A coronavirus vaccine is coming, just not right away, according to Dr. Francis Collins, director of the National Institutes of Health, and Dr. Anthony Fauci, director of the National Institute of Allergy and Infectious Diseases.
The two medical experts discussed progress toward a vaccine in a Sept. 3 teleconference with several congressional caucus members, including U.S. Rep. Filemon Vela,D-Brownsville, helping represent the Congressional Hispanic Caucus.
“We’re moving it as fast as we can,” Collins said. “I wish it was even possible to get there faster, but we also have to be sure that we’re doing it in a fashion that is totally safe, and so that when it does get to us as a vaccine you can be confident that it has been under girded by the best science and it will be safe and effective.”
Large-scale vaccine trials by drug companies Moderna and Pfizer have been underway a little more than a month and each has as many as 20,000 volunteer participants enrolled on their way to 30,000, he said. Another trial, by Oxford University and AstraZeneca, just got underway and is expected to enroll 30,000 volunteers as well, Collins said.
All told, there are six different trails underway. Every trial involves two doses of the vaccine, one immediately followed by a booster on the 28th day, then scientists wait for results in terms of preventing infection, Collins said.
“The only way we really know that is to be sure that there’s a control group, and people who get the injection don’t know whether they got the active vaccine or whether they got a placebo,” he said. “That’s the only way we’ll ever really be sure.”
Fauci said he, Collins and other health experts have projected for months that a safe, effective vaccine won’t be ready to distribute until November or December. Fauci said the Centers for Disease Control and Prevention announcement to the states last week ago to prepare for vaccine distribution as early as late October created some confusion about when a vaccine would be available. That said, it’s not unusual to make logistical preparations well in advance, he said.
Fauci said each trial has a data and safety monitoring board, an independent group of experts that periodically look at the data and each time make one of four determinations: Continue the trial because insufficient data has been obtained; stop the trial because the results are too evenly spread over placebo and experimental vaccine, yielding no useful data; stop the trial for ethical reasons because of too many adverse outcomes among participants; declare the vaccine effective now “because the data are so good right now” rather than wait until the scheduled end of the trial, he said.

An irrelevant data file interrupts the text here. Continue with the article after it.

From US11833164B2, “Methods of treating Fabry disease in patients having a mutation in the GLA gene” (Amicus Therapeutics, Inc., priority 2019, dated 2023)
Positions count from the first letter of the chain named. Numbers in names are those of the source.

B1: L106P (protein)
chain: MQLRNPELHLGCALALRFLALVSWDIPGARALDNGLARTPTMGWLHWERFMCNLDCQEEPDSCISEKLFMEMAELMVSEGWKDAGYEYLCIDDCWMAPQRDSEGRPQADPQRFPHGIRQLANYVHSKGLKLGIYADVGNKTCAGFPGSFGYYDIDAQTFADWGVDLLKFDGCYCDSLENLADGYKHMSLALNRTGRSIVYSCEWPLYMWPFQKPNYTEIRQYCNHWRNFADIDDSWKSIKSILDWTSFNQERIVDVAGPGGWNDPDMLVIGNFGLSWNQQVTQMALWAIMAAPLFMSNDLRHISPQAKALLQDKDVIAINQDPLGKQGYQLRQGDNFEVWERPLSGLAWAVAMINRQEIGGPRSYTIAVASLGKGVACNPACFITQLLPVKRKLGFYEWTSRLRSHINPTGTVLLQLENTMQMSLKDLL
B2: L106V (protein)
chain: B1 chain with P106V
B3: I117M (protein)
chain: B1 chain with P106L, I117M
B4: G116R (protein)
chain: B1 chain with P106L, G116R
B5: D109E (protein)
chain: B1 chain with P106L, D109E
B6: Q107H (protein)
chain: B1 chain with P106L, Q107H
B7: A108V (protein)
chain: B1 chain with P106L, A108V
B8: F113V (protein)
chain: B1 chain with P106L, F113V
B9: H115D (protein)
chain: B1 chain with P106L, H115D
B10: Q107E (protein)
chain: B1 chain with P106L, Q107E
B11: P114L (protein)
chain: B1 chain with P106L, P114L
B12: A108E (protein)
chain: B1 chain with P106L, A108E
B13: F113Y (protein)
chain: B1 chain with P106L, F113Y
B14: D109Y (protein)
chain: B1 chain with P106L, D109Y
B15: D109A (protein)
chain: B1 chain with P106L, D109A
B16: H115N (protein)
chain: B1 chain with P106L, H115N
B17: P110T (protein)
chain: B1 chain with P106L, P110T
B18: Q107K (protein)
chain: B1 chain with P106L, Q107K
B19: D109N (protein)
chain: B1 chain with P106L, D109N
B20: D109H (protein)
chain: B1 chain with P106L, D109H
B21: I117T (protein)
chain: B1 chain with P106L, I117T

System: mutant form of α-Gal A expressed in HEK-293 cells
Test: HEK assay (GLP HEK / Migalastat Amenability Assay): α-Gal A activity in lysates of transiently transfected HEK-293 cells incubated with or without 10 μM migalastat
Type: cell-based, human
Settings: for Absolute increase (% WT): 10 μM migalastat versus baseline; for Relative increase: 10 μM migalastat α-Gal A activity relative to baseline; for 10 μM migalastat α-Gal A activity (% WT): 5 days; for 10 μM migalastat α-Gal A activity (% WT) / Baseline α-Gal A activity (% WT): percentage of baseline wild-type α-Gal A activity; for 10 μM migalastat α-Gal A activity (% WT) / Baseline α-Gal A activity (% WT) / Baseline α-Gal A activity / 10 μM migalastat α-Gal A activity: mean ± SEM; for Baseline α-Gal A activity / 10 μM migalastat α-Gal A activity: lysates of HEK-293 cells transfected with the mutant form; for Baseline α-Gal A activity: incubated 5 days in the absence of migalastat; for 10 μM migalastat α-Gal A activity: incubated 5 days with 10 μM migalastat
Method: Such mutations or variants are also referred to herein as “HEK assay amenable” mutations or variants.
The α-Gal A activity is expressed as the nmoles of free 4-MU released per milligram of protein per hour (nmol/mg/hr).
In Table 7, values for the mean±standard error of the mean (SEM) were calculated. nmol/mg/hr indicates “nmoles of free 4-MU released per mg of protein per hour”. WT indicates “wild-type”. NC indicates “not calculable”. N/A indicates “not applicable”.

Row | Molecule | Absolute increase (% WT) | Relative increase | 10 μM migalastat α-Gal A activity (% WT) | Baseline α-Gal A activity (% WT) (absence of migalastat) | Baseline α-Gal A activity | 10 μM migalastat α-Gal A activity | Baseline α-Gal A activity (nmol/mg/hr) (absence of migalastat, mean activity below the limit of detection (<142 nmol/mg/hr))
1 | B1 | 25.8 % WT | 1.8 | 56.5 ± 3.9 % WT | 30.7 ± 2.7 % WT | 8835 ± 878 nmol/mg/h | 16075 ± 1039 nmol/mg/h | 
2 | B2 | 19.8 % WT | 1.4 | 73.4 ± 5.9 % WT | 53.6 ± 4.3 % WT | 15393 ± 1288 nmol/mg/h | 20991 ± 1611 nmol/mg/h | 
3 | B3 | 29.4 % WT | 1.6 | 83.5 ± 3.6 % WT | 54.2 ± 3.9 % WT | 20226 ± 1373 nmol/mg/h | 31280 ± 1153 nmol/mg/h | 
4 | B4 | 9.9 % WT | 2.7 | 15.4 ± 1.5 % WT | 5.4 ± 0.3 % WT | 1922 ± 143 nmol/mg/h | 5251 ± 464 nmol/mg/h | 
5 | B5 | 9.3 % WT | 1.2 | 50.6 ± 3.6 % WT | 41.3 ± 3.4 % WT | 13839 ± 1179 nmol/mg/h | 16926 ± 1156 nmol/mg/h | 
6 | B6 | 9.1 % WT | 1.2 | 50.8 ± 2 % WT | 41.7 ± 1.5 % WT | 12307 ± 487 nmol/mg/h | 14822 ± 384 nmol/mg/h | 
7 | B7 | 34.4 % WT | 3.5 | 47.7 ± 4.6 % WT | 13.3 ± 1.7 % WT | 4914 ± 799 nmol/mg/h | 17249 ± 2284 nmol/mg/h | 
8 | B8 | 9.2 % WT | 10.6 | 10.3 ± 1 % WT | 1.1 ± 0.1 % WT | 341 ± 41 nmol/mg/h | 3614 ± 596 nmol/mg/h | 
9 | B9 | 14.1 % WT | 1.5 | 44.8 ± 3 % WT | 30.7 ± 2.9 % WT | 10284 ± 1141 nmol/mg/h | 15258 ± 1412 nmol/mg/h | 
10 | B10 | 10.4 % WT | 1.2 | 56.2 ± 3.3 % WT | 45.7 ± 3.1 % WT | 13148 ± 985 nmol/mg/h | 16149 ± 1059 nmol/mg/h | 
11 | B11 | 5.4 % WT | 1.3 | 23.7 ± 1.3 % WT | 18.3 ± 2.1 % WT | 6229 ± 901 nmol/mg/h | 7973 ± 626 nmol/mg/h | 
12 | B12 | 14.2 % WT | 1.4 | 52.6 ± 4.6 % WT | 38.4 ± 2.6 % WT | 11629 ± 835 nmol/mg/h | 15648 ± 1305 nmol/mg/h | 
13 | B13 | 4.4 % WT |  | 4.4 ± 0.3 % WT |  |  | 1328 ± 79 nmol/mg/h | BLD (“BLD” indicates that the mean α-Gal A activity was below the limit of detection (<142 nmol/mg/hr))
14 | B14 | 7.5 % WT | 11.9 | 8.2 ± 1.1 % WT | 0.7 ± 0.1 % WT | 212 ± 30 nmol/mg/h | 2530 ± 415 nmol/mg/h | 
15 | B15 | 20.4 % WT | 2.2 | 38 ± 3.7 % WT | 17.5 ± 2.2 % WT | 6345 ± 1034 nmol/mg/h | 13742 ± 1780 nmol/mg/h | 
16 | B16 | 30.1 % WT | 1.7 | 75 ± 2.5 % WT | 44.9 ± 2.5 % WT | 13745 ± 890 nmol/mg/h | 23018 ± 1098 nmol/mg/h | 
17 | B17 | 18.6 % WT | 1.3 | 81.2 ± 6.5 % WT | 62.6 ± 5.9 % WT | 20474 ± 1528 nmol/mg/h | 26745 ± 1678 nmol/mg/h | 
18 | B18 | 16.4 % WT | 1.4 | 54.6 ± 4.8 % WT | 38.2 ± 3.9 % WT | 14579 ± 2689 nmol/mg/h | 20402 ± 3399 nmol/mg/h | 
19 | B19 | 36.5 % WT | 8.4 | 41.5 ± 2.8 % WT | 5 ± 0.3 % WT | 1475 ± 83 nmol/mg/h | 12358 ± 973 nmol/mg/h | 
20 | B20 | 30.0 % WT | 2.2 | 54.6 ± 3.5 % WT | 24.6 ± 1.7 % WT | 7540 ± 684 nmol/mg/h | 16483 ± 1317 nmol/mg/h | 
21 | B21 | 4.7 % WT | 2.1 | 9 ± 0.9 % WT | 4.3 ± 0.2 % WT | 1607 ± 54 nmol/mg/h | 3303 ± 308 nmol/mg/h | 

Fauci said his institute will probably start looking at the data from the Moderna and Pfizer trials in the next few weeks.
“I would say in the next three to four weeks we’ll take a good look and see, so you just need to stay tuned,” he said.
Fauci said he expects there to be more than one safe and effective vaccine when all is said and done, and that the process of approving one or more vaccines will be done transparently.
“Any decision is made, ultimately the data will be public,” he said.
Once a vaccine is deemed to be effective and safe in the short term, safety needs to be evaluated in the long term, Fauci said.
“There’s immediate, intermediate and long term safety issues,” he said. “We know from the phase one and the phase two there are no immediate safety issues that we’re concerned about. We will know at the end of the 30,000 trial whether there’s anything intermediate, namely things that occur after a few months.”
In response to a question from Vela, Fauci said Hispanics are being well represented in vaccine trials though more work needs to be done to enroll more African American participants. In all cases, the vaccines must be found safe and effective for adults before being tested on children and pregnant women,
Asked by another member of Congress whether the Food and Drug Administration could be pressured to issue a premature Emergency Use Authorization for a vaccine before the election, Fauci pointed out that FDA Commissioner Dr. Stephen Hahn has been explicit in saying that any decision on an EUA “will be based solely on science and evidence.” Also, an independent advisory group will be involved in any decisions regarding a EUA, Fauci said.
Responding to another Vela question, he confirmed that the FDA does not require the approval of the advisory committee in any regulatory decision it ultimately makes.
“It’s out there so we might as well just say it,” he said. “That’s what people are asking. The answer is the FDA has promised that that will not be the case, but there is … an advisory committee that’s involved in looking at the same data that the FDA looks at. So I think you have now a buffer there of an independent group of individuals who will be looking at the data. I think when you put those things together, I think we can feel confident that this will be done in a way that’s driven by the science.”